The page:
When British screen structures were used to conceal the ownership of billions of pounds laundered out of Russia, the government did nothing about it, thanks to its failure to appreciate the security threat inherent in the anonymous wealth that pours into our country. When Russian state enterprises raised capital in the City, British politicians failed to recognize that we were indeed funding the Kremlin’s war machine and instead hailed the business we were generating. When the oligarchs bought up swathes of West London, we didn’t consider that we were providing them with a stable home for their wealth, so they could build a looting machine at home, and instead welcomed all the stamp duty they were paying.
Foreign Secretary Liz Truss this week lectured Europeans about buying so much oil and gas from the Russians. But in protecting and managing the money of the Kremlin elite, Britain has been at least as complicit as Germany in helping Putin build his aggressive regime.
To expose, investigate, and block Kremlin money, we need three things, all of which are easily achievable if the political will can be found: good shell company transparency, so we know who owns what; strong regulation of professional facilitators, so that crooked lawyers and accountants can be prosecuted; generous funding for law enforcement, so that we can confiscate suspicious wealth.
And these three policies should be coordinated by a fourth: one person who is in charge of fighting illicit funding, who can force agencies to act and can confront dragging politicians, and who can prevent Kremlin infiltration. in our economy. “someone else’s problem”. We need to take kleptocracy as seriously as we take terrorism, and that takes more than just an MP named “anti-corruption champion.”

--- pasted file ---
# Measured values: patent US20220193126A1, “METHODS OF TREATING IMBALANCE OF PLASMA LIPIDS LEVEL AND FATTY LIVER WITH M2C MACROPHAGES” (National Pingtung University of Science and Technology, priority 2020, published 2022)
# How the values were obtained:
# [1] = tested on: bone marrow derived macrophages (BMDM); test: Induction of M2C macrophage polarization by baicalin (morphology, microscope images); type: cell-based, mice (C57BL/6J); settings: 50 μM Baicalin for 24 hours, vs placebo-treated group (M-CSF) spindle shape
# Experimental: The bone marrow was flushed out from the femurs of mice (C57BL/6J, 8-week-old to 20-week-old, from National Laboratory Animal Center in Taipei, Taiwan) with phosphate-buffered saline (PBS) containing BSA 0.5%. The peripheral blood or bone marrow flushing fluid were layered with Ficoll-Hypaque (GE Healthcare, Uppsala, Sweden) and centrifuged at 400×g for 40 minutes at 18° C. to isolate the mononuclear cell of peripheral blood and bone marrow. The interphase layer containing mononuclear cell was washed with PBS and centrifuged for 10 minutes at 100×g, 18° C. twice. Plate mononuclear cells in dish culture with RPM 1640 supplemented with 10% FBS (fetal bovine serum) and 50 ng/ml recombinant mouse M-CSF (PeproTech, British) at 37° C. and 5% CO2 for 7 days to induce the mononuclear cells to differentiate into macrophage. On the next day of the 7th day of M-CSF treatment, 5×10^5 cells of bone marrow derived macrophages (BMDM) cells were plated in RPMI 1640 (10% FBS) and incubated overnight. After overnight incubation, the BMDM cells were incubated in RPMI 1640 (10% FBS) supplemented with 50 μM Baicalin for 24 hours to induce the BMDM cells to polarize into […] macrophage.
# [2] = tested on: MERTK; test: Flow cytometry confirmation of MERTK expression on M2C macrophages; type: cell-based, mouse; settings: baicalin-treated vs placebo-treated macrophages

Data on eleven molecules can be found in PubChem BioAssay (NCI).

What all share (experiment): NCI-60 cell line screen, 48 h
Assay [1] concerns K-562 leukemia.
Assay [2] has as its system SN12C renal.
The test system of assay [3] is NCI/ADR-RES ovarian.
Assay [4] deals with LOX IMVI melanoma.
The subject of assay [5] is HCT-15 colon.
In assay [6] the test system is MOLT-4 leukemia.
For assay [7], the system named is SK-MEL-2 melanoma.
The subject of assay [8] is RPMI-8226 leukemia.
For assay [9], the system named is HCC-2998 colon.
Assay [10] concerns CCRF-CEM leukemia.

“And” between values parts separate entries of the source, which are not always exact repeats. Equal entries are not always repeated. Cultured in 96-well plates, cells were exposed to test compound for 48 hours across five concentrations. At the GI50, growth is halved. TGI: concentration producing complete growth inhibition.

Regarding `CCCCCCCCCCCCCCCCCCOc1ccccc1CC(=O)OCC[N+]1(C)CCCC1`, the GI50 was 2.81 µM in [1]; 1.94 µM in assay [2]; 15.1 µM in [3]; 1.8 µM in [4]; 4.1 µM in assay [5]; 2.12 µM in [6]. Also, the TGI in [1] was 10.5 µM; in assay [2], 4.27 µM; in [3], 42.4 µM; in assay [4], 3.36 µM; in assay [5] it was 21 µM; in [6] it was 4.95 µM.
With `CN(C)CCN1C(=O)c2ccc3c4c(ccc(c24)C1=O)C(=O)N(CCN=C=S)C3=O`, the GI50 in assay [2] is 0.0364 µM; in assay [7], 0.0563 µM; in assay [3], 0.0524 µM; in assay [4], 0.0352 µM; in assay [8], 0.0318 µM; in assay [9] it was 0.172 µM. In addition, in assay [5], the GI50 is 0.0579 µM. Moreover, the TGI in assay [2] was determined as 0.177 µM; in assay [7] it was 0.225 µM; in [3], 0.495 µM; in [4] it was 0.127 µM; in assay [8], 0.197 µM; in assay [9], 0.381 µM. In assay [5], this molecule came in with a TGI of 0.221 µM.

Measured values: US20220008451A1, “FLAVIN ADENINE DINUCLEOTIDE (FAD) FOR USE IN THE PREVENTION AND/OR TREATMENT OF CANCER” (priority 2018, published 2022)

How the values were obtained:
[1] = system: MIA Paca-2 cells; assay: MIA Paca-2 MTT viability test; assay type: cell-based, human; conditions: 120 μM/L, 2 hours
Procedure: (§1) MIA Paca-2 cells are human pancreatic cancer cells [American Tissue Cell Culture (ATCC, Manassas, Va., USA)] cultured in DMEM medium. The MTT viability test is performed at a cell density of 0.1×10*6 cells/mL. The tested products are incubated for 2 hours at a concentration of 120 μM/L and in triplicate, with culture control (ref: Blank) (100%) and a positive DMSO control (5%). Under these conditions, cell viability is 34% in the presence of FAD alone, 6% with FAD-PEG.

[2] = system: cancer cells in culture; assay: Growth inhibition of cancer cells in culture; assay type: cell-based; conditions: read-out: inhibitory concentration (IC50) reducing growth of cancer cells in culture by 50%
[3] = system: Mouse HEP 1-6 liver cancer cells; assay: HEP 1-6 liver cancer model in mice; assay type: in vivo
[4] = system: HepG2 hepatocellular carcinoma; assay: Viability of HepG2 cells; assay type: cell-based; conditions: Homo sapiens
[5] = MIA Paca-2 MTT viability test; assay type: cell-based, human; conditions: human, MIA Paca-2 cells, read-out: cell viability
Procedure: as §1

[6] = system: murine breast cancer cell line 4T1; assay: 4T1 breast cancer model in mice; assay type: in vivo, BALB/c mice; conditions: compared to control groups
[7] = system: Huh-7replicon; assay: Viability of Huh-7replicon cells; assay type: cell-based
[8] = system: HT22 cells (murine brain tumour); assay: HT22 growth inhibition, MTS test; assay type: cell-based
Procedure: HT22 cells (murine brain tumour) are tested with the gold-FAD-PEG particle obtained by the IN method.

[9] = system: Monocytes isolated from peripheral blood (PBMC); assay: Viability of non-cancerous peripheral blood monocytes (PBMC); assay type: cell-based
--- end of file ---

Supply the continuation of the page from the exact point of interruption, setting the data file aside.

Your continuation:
So far, the government has relied on sanctions to lock in the wealth of the oligarchs, but the sanctions do nothing to destroy the networks that moved that wealth in the first place. Taking more substantial action will mean imposing greater regulation, which will undoubtedly cost us money, just as preventing one of the oligarchs’ companies from listing on the London Stock Exchange would have cost us money. But it will help protect our society from infiltration by kleptocratic wealth, undermine the Kremlin’s ability to threaten others, and – in the long run – weaken Putin’s grip on power.
In the past, such policies have been blocked by the Treasury, which has prioritized maintaining the under-regulation it sees as crucial to the City’s competitiveness over defending the integrity of our financial system. And the new regulations will no doubt be unpopular with the rich, who for decades have been using exactly the same tricks as the oligarchs to minimize their taxes and hide their wealth.
The question facing government ministers now is: are they prepared to put their support for Ukrainians ahead of tax breaks and tax loopholes enjoyed by their friends, donors and – in the case of Rishi Sunak – their wives? ? Because until they are, they will not help Ukrainians at all.
Oliver Bullough is the author of Butler to the World: How Britain Became the Servant of Tycoons, Tax Dodgers, Kleptocras and Criminals